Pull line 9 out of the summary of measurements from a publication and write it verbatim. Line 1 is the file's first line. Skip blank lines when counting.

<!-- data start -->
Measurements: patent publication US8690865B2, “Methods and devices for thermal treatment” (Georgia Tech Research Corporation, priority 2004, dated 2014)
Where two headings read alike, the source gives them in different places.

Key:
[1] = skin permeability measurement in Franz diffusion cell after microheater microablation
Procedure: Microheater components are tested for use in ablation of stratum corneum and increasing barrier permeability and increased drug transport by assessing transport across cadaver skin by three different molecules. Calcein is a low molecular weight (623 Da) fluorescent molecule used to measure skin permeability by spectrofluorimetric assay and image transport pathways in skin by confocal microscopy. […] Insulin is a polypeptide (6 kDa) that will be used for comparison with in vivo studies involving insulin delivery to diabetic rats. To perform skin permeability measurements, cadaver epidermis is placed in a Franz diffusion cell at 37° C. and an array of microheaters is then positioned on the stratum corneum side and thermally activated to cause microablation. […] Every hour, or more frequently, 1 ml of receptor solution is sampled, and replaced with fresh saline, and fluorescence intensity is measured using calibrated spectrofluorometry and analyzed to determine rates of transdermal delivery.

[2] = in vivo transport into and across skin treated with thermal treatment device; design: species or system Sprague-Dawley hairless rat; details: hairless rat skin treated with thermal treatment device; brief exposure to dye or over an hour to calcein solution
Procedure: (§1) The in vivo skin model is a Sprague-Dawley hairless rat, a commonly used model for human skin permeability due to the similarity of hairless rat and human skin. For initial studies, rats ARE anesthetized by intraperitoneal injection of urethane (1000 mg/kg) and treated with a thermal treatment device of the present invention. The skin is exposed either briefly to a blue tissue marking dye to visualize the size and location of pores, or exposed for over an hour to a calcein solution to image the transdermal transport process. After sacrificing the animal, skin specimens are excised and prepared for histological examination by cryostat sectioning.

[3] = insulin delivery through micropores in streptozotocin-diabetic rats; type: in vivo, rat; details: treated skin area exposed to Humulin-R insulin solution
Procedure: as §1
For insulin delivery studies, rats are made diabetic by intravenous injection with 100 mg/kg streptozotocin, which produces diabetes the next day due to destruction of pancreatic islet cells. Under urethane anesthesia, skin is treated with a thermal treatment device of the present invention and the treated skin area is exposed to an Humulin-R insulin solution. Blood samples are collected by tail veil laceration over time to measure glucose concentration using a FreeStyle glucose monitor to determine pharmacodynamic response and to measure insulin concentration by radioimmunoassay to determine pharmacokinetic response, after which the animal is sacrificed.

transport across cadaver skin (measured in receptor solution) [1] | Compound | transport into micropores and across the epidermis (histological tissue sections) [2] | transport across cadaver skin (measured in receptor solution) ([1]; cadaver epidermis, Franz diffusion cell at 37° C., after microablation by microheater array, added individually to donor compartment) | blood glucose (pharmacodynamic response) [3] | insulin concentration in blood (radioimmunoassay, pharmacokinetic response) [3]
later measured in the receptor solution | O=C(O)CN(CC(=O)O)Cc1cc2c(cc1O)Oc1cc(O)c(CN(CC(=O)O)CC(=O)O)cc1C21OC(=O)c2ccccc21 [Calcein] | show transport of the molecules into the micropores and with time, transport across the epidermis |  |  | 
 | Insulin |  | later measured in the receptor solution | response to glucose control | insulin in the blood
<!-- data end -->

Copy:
Procedure: as §1